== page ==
Even through the Great Recession, we always had more revenue than expenses. I actually started the company in a Recession, people thought I was crazy. When something gets into your head, you feel like you’re wasting your time doing something else. I was always confident I could find a job. And I knew where the line was. I wasn’t going to borrow money, or sell what I had.

Q: How did you evaluate whether a market is attractive? How much do you think about the size of the market opportunity?
KD: By the time when I started Apty, the idea came from the need itself. When I was assessing the market, when I understood that there were 1500 customers on one tool, Clarity, and the average license cost is $200,000 and average implementation is $1 million, and less than 20% of customers derive any value from the software, I knew the market was big enough. You can apply similar logic to all of the major software implementations. If you look at it this way, the market for Apty is huge. This is a universal problem because it is consistent across software.

Q: You put yourself in the shoes of the customer, and you’re deeply immersed in the problem, and you’re trying to solve your own need…
KD: When you have a large problem, it’s common to think that you need a large solution to solve the problem. In reality, it’s not the technology at all, it’s how the technology is being used.

Let me share a story. When I was at the International Bank, we spent almost $4.5 million to implement a Clarity software solution. This was outrageous to me, but I had to go along with it. 8 months later, it wasn’t working. There was a big meeting, and we still needed to get data manually. I said, “You have an elephant in the room here, that you have been feeding for 1 to 2 years. After this big implementation, you can’t trust the data.”

I realized that if this problem was happening there, it was happening everywhere.

Q: One of the characteristics of great founders is that they iterate on a theme across their career. And each company they start, the market opportunity gets a lot larger. The theme I see in your career is extracting value out of IT spend, by enabling employees to use software more effectively.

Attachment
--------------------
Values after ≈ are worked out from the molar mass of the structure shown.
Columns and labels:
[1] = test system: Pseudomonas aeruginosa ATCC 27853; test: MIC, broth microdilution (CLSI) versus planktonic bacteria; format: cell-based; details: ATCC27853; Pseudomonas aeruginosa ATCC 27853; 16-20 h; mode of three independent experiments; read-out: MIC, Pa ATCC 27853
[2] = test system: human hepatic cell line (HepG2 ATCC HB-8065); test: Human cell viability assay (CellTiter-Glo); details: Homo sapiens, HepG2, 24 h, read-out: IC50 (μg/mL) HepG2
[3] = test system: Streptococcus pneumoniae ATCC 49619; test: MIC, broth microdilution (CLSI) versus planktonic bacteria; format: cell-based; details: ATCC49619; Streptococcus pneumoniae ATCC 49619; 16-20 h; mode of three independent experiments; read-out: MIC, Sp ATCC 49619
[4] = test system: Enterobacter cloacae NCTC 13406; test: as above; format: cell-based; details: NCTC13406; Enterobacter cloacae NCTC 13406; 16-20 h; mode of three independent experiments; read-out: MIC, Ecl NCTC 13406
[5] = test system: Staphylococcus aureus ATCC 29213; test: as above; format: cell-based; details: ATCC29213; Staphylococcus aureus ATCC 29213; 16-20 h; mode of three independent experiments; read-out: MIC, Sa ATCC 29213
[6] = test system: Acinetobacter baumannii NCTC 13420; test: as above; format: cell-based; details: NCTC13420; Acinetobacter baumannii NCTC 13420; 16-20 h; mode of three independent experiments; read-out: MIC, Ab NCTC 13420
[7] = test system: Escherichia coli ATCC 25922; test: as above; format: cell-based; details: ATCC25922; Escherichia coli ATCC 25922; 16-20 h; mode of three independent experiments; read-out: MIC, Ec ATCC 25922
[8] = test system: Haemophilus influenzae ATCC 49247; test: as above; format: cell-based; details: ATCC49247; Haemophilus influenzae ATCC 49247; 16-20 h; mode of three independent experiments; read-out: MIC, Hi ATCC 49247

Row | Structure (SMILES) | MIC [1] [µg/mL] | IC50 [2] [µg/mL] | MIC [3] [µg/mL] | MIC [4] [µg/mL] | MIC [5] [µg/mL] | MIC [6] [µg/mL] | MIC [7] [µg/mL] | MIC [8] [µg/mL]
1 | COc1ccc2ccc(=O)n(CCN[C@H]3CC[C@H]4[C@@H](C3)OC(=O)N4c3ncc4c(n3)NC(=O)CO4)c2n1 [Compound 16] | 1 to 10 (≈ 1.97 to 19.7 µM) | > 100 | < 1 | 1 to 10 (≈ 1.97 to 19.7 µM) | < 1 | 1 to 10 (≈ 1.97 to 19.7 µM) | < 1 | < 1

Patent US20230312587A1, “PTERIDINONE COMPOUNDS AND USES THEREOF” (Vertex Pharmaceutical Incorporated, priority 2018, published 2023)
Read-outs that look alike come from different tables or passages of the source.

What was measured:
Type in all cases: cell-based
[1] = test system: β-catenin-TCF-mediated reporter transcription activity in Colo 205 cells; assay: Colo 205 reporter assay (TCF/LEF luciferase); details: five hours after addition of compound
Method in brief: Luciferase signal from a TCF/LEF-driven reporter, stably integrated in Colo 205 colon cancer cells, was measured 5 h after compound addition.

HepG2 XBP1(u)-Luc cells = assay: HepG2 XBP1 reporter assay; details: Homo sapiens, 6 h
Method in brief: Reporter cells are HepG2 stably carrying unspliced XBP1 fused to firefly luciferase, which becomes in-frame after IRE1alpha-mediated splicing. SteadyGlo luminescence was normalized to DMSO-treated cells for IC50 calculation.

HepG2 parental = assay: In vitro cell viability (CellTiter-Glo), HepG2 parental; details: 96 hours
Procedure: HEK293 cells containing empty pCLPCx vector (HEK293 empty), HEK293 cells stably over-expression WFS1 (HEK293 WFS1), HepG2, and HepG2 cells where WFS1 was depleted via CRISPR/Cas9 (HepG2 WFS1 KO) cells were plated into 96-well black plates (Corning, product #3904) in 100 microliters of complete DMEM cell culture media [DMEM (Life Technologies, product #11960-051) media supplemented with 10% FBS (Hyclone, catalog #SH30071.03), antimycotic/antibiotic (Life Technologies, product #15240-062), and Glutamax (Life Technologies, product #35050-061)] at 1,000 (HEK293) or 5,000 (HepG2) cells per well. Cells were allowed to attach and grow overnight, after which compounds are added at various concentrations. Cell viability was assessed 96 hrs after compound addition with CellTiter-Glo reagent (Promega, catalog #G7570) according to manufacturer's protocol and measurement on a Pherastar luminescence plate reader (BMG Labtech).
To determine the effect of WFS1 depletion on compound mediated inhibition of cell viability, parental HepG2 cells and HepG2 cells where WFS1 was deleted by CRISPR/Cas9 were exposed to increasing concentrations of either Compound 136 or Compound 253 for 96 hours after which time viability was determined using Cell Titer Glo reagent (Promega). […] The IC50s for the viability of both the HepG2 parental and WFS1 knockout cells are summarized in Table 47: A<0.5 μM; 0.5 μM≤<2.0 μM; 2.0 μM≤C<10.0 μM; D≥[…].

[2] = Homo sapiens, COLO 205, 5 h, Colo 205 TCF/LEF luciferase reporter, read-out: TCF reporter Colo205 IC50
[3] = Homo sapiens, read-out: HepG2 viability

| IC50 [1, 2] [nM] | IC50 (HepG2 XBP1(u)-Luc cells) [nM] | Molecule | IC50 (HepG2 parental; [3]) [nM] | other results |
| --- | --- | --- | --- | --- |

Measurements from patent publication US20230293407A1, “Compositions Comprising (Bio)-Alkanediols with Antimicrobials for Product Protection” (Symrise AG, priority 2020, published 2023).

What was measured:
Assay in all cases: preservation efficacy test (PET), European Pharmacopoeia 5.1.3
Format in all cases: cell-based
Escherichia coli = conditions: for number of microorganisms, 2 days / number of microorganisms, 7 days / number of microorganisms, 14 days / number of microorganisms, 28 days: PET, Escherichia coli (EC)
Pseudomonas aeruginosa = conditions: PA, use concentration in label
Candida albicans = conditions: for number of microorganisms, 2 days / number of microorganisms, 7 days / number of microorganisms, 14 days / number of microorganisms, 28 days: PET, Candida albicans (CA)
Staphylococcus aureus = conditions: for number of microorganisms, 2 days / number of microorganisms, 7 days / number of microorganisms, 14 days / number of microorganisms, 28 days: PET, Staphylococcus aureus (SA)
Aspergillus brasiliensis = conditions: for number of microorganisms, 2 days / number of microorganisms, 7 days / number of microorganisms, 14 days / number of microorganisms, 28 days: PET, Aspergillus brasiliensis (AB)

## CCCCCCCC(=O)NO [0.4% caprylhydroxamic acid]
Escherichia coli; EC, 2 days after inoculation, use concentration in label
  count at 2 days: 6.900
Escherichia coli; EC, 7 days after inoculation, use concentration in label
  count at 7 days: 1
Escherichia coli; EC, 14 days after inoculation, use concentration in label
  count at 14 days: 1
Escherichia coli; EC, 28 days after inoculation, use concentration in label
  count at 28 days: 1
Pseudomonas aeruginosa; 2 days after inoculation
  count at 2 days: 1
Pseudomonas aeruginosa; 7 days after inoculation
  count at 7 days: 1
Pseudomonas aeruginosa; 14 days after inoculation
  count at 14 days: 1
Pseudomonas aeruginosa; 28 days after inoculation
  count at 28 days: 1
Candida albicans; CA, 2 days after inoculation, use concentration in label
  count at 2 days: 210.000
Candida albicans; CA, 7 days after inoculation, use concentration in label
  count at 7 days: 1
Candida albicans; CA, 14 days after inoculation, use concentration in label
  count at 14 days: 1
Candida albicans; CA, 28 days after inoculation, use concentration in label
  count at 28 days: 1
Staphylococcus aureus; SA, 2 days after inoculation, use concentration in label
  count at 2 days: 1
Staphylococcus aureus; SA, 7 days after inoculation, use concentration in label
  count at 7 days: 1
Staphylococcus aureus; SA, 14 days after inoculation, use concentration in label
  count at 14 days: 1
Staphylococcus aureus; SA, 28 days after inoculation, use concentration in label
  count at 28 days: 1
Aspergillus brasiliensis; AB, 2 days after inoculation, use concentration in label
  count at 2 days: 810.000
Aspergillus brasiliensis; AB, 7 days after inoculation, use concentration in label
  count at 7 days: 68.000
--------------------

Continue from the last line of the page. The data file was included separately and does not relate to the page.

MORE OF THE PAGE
KD: In the last 10 years, software has become ever more available. Now, any group within a company can purchase software. There may be 15 Salesforce instances, 20 Jira instances. This creates shelfware. Our tagline is “It’s not the software, it’s how you’re using it.”

Q: How do you think about geography when it comes to starting companies?
India was logical for development and back-end operations teams, given my background. This enables our companies to save money, and we can put more toward marketing and sales. In India, it’s easy to find technical acumen, full-stack programmers, for example. But it was challenging to find resources with good business acumen for the North American market. So I focused on building teams with my sales leaders in the U.S. and product heads and execution teams in the U.S.

There are some challenges not being in Silicon Valley, but times are changing. People are more available and receptive to places outside of Silicon Valley. This is particularly the case during COVID. Silicon Valley is great, but it also can be a mold. You can be who you are, and build a great company from anywhere.

Q: What are some of your key lessons for founders?
KD: You need to really focus on the value proposition. Ideas are cheap, people have ideas all the time. If you’re trying something and you’re not sure about what decision to take, you should make a decision and fail quickly. Don’t make the same mistakes for too long. When it doesn’t go, you have to know where the line is. If you wait too long, you won’t have a business anymore to run. If you are trigger happy, you will never be able to come out of the vicious cycle. Don’t wait too long, and don’t wait for a second after.

Q: This was a real pleasure speaking with you and learning about your journey. Thank you.

Key Learnings from Krishna Dunthoori: